Compounding the problem is the fact that open banking regulations like the Revised Payment Services Directive are creating requirements for banks to share data with each other. In places where data sharing is not mandated by law, financial institutions may end up doing it anyway in order to participate in high-speed payment processing networks.
This means that data that once might have been protected behind a single, highly secure institution now has multiple locations and potential vulnerabilities for fraudsters to target. Worse yet, low-security banks can compromise the defenses of their more secure partners if they mistakenly validate fraudulent transactions as “trustworthy” due to their use of outdated or insufficient fraud detection technology.
While fraudsters usually seek out the path of least resistance, it’s always a mistake to think of them as lazy or foolish. The tools they devise are highly sophisticated, their methods are rigorous and well-tested, and their persistence must never be underestimated. In a system with a mix of strong and weak security measures, the fraudsters will find the weaknesses and leverage them to gain access to the more secure areas.
Are traditional banks or challengers more secure?
Let’s not forget that it isn’t always the little up-and-coming banks who are at fault for security breaches. Huge financial institutions like Wells Fargo and Capital One have experienced severe data breaches in recent years, exposing millions of consumers to the predations of fraudsters.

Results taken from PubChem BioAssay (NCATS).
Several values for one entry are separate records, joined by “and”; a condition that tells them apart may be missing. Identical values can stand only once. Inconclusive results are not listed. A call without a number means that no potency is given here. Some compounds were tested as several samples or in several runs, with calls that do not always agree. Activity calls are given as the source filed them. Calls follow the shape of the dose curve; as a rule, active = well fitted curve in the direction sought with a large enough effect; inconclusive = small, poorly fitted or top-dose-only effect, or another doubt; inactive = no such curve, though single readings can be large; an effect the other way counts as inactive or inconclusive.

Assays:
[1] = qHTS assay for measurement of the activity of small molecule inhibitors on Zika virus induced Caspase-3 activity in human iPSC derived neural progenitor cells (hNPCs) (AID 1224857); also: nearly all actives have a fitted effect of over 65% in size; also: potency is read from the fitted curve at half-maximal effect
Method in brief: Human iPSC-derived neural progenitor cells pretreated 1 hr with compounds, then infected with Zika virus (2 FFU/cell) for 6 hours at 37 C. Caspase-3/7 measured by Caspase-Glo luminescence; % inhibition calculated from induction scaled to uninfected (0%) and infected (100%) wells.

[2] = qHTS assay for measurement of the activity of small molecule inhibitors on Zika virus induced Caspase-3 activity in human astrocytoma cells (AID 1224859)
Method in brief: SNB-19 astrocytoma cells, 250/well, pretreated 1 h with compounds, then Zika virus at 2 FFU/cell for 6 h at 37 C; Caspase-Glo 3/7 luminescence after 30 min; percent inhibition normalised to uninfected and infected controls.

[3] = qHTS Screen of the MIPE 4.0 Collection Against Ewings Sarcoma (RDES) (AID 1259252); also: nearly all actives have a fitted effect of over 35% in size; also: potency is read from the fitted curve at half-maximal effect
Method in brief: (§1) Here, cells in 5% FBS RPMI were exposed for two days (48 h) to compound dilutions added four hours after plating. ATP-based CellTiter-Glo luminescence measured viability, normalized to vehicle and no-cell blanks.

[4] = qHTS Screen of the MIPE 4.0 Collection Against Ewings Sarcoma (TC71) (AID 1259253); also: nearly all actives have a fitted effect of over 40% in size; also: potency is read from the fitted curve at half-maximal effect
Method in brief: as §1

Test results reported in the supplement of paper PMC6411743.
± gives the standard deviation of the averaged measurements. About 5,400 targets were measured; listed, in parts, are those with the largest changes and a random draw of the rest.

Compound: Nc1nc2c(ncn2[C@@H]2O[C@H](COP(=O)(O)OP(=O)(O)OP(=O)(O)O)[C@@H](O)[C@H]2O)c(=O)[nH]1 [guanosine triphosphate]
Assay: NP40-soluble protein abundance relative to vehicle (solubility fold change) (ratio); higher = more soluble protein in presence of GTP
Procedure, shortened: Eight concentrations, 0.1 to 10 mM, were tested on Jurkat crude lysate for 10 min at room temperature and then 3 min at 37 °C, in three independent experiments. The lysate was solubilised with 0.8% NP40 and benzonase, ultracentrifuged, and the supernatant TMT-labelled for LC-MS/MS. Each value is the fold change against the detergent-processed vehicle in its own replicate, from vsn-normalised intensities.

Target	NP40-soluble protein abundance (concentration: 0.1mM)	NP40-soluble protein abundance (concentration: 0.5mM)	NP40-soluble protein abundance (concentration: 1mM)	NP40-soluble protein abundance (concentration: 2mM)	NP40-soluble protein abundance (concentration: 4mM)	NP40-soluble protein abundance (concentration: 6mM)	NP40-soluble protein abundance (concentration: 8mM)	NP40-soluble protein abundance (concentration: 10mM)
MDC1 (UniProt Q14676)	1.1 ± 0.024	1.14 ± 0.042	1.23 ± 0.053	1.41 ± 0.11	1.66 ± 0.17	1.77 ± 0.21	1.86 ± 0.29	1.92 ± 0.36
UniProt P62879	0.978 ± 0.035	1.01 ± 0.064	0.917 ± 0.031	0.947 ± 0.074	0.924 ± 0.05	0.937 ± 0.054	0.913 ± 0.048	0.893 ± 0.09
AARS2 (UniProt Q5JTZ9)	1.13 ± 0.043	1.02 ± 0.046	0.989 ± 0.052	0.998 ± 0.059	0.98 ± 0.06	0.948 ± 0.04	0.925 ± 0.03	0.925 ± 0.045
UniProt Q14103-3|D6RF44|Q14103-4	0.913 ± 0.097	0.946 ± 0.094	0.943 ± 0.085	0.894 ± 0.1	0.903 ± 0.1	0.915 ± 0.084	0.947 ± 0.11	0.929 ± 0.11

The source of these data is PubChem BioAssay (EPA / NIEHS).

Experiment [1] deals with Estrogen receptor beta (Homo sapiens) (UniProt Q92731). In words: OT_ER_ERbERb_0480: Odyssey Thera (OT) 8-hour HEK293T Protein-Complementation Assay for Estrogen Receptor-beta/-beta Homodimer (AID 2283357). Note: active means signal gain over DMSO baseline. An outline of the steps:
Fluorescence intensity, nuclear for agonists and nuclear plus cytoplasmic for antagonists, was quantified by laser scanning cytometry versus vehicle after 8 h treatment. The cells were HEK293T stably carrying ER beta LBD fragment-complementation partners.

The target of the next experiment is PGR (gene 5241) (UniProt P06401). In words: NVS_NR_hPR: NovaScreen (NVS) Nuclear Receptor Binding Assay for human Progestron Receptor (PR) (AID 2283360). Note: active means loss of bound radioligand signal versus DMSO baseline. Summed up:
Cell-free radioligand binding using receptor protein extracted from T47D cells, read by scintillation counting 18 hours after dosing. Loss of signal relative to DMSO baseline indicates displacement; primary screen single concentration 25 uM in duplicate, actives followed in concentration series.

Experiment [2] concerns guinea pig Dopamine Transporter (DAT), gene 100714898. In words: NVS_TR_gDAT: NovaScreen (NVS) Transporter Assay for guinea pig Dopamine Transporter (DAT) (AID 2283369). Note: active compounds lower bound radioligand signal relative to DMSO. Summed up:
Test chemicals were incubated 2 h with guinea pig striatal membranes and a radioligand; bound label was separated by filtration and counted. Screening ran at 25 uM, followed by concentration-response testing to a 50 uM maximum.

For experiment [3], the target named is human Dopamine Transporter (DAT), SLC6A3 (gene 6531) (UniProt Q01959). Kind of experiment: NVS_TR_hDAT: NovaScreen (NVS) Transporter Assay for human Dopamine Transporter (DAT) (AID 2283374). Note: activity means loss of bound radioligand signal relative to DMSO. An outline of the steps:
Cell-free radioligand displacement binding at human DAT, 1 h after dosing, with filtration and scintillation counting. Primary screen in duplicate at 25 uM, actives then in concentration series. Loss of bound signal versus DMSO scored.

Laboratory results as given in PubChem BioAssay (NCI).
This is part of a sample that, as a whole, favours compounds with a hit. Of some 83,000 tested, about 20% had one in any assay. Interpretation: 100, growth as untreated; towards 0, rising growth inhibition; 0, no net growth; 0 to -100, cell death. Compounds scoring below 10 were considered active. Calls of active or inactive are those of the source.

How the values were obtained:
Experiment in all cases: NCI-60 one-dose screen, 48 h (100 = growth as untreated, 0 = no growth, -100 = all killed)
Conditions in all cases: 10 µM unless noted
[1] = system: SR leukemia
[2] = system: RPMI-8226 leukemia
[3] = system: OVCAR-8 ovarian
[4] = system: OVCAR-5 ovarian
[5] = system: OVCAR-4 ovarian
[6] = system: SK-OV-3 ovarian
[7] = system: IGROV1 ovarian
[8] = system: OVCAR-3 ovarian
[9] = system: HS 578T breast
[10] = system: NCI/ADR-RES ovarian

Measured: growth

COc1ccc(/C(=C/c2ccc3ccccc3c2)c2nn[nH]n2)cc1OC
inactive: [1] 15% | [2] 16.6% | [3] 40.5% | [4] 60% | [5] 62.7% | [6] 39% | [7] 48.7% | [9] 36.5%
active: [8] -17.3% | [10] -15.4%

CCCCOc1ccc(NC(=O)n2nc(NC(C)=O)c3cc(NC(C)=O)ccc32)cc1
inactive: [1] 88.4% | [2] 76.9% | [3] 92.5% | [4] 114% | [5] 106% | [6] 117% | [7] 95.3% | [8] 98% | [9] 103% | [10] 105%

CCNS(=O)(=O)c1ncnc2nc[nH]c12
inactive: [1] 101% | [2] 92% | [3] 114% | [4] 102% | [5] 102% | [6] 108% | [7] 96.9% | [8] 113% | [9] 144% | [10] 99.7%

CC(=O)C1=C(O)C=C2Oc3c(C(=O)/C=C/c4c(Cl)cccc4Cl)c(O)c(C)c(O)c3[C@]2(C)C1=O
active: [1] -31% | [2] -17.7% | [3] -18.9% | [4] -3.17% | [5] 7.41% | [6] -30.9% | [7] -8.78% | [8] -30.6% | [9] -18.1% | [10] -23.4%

While merchants can vote with their dollars and choose to enter into banking and business relationships with financial institutions that have demonstrated a commitment (and competence) in the realm of cybersecurity and fraud prevention, no bank, no matter how large, can truly guarantee protection against hackers and fraudsters. As long as the technology we use to process payments keeps evolving, there will be unforeseen vulnerabilities and blind spots that cybercriminals will be waiting to pounce on.
However, other than making the most informed choices they can about which banks offer the strongest protection against fraud, there’s not much merchants can do to change the realities of the situation. This is why it is so important to take as much fraud prevention into your own hands as you can.
For the sake of your bottom line and your reputation, it’s important to be able to point to the steps you’ve taken to protect your customers and their data from outside attacks. Payment processors may offer you a range of options to tighten or loosen security controls to screen out possibly-fraudulent payments. Security measures like 3-D Secure, two-factor authentication, strong password requirements, and other tools and procedures are always available. Educating yourself and your staff to recognize possible signs of fraud is very important too, provided that you empower them to decline or investigate suspicious transactions when they encounter them.
Fraud is a problem with tentacles that reach into every aspect of ecommerce and online security. The banks are fighting their own battles trying to balance the need for speed, convenience, and affordability against airtight security, and merchants cannot just rely on faith that big multi-billion dollar institutions will necessarily have the resources to shelter them from fraud. Every little thing you can do to make your business and your customers more secure will help you hold on to your revenue and avoid costly chargebacks.